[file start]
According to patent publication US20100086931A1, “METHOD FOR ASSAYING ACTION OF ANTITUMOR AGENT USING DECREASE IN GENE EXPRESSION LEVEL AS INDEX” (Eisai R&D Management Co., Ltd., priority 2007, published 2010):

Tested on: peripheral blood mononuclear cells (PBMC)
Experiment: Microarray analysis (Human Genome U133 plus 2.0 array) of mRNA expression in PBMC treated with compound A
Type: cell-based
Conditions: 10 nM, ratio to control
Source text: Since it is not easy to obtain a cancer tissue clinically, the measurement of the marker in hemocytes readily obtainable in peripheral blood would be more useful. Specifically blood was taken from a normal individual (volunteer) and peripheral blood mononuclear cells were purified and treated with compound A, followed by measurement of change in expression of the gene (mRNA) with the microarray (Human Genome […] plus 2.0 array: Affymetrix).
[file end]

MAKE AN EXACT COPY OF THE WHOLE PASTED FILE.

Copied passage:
According to patent publication US20100086931A1, “METHOD FOR ASSAYING ACTION OF ANTITUMOR AGENT USING DECREASE IN GENE EXPRESSION LEVEL AS INDEX” (Eisai R&D Management Co., Ltd., priority 2007, published 2010):

Tested on: peripheral blood mononuclear cells (PBMC)
Experiment: Microarray analysis (Human Genome U133 plus 2.0 array) of mRNA expression in PBMC treated with compound A
Type: cell-based
Conditions: 10 nM, ratio to control
Source text: Since it is not easy to obtain a cancer tissue clinically, the measurement of the marker in hemocytes readily obtainable in peripheral blood would be more useful. Specifically blood was taken from a normal individual (volunteer) and peripheral blood mononuclear cells were purified and treated with compound A, followed by measurement of change in expression of the gene (mRNA) with the microarray (Human Genome […] plus 2.0 array: Affymetrix).